When we left the Fab Four in the previous post, the band was continuing the wrestle with the bridge in “Don’t Let Me Down.” To Paul, the section “needs things to happen.”
So he proceeds to ask Ringo for a little bit of stop-and-start drumming, some cymbal play and otherwise suggest ways to demolish the pacing of the song.
John seems to like it, or at least not dislike it. There’s a sparseness to it, and maybe I’m nuts, but I almost feel a little Plastic Ono Band thing happening here (“Hold On” maybe?).
Excerpt from the Let it Be book
One thing that’s enjoyable to listen to as they work on this is hearing the isolations — Paul’s bass, George’s guitar. Meanwhile, Ringo’s a robot throughout the rehearsals. He literally doesn’t say a word (that you can hear on the tapes, at least), soaks up Paul’s instructions and basically steps in to lay down the same steady beat each of the 2,549 (approx.) times they try to tackle the bridge this day.
Meanwhile, the tapes cut in and out for an undetermined amount of takes, but it couldn’t have been too long, since they’re still wrestling with the same stuff. Now they’re paying a bit more attention to the instrumentation on the bridge over the vocals. Paul’s looking for more from George in the way of a lead guitar line — overall, not just in the bridge. Soon, John tells George, “We’ve got to keep fiddling around with this bit, so you want a guitar bit. … There’s a point where we’ll to have to concentrate on the guitar for each song.”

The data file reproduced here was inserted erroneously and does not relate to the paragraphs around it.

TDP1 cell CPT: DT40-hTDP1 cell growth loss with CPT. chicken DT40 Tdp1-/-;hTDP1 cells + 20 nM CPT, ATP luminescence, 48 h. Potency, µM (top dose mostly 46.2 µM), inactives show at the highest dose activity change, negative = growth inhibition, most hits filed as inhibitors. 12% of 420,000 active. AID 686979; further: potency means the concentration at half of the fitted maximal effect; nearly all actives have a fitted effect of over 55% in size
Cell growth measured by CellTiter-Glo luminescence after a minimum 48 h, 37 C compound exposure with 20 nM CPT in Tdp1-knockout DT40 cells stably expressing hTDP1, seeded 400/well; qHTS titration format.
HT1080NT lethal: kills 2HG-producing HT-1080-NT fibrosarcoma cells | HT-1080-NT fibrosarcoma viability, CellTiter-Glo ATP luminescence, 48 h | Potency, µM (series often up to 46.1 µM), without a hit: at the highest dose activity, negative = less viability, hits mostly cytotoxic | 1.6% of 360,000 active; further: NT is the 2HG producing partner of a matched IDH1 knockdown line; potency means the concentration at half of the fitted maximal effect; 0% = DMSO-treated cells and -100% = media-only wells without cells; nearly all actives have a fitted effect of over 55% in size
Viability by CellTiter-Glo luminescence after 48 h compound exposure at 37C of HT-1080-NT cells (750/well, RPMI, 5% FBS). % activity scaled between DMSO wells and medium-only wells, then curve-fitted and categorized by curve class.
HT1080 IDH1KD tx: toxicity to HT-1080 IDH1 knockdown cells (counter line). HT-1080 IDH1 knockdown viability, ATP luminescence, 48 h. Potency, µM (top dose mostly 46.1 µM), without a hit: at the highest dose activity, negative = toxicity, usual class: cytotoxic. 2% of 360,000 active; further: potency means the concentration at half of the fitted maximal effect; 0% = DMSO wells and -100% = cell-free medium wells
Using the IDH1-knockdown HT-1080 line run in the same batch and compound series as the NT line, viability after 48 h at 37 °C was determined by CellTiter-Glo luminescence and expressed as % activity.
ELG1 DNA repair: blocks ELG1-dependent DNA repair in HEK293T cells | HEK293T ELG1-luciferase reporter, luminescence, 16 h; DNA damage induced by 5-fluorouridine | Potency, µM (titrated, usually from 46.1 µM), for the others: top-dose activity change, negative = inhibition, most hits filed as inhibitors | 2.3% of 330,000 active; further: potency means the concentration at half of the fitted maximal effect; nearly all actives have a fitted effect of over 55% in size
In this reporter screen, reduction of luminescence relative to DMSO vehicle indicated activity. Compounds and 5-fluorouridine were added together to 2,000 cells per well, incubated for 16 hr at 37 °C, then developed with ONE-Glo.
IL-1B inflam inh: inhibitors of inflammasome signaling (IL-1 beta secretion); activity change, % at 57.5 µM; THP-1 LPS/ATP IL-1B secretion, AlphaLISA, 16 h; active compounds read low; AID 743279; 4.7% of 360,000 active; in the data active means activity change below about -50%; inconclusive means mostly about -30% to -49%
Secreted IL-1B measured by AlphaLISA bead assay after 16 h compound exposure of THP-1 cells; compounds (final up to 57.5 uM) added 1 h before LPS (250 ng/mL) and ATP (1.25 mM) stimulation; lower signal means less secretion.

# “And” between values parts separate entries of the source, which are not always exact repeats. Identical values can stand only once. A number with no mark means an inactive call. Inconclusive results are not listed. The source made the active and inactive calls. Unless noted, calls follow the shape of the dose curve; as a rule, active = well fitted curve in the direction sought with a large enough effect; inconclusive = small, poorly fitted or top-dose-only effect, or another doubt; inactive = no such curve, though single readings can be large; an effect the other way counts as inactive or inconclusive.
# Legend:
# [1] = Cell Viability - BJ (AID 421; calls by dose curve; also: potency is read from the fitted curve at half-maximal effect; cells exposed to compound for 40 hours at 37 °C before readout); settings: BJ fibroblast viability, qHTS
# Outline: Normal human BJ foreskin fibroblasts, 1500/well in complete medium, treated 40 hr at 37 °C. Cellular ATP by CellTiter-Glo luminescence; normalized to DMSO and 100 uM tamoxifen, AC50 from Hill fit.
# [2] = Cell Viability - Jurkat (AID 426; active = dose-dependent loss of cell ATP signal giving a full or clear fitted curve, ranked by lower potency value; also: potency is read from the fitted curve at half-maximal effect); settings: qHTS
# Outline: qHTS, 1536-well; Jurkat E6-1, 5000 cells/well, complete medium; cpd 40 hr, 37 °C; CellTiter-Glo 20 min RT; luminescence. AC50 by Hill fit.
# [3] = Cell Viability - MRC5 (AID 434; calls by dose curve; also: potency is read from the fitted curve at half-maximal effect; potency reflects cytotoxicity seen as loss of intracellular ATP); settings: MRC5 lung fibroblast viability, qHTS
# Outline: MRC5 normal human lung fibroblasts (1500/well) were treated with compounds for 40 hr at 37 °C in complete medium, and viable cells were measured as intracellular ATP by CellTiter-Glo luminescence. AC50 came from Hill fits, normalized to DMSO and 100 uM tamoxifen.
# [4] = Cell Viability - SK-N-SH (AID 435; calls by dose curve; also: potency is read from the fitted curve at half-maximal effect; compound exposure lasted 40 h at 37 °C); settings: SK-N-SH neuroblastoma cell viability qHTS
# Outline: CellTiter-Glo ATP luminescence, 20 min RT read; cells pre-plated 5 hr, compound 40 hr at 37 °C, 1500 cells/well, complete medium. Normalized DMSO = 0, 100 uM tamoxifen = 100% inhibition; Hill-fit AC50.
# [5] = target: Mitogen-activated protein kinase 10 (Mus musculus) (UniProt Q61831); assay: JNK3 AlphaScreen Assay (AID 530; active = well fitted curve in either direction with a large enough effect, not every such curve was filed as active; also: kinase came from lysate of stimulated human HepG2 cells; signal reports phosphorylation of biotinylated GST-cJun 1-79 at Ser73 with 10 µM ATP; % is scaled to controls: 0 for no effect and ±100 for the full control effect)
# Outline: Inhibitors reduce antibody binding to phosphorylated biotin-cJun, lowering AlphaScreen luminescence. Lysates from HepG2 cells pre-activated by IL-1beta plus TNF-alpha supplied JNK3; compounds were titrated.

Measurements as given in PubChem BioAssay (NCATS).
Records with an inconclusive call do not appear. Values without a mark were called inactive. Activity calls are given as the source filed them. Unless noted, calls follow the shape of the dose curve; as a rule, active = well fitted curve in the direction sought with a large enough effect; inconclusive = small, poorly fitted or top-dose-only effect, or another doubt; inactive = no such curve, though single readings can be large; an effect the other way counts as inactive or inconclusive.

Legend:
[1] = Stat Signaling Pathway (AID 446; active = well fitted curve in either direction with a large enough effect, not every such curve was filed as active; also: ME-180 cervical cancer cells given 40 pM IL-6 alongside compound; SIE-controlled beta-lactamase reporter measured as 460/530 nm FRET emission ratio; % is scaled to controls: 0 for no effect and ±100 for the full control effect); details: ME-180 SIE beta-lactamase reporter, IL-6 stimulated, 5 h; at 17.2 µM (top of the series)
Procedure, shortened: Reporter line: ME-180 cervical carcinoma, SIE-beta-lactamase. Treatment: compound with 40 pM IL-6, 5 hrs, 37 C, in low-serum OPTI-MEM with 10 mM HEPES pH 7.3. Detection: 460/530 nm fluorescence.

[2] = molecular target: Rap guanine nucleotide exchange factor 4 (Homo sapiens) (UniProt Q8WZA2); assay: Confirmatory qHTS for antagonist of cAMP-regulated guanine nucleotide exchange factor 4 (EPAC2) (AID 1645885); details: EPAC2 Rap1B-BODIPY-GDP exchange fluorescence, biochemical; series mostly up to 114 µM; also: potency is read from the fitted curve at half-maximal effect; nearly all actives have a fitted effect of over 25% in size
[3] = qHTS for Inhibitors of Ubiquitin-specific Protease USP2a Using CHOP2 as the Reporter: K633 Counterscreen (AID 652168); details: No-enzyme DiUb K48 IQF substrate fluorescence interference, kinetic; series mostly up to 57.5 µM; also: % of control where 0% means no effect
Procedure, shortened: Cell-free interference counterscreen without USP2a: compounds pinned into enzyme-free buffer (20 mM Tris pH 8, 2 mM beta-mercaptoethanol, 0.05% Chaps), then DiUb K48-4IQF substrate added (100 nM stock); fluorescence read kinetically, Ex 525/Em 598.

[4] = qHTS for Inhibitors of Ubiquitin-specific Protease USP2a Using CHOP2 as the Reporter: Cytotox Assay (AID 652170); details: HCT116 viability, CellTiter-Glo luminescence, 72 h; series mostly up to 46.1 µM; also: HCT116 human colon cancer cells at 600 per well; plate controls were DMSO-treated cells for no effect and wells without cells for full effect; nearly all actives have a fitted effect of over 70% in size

But maybe it won’t be now. John gives the band a chance to opt out of the “Don’t Let Me Down” after nearly an hour of not exactly getting very far. “Should we do something else ,then?”
Feel like letting go? Not Paul. “Stick with it,” he replies.
So they continue and struggle with the song’s pace, first going too fast, then overcompensating by going too slow. Things just aren’t getting anywhere. George complains they don’t even know what they’re singing during the bridge — and they don’t. Tape glitches lose some time, but it doesn’t matter. When we’re back, the rehearsals are in the same state. John doesn’t bother singing the lead vocals straight every time — and there’s no point, it’s the same vocals he uses on the final take.
For a moment, they ditch the response vocals and go with simple “aahs” over the bridge, and it didn’t sound too bad. But still a bit superfluous.
So Paul shares what’s on his mind, which is what we all probably figured he’d say anyway.
Let’s do what I said in the first place. Really, just repeat what you’re doing (the response vocals). I think that’s the best. … Not as high as we were doing it.
As we enter the final few minutes of the song’s rehearsals for the day, palpable tension finally arises. George’s general objection is to the weak response vocals and undefined instrumentation in the bridge. Paul replies that “I’m just trying to get a bit we’ll try and sort of go right through. We keep talking about it.”
The next take, they do a call-and-response in the bridge, this time repeating John’s lines: “I’m in love for the first time (I’m in love for the first time)/Don’t you know it’s going to last (Don’t you know it’s going to last)…etc.
George still objects, and makes no bones about it, saying,”I think it’s awful. … it’s terrible.”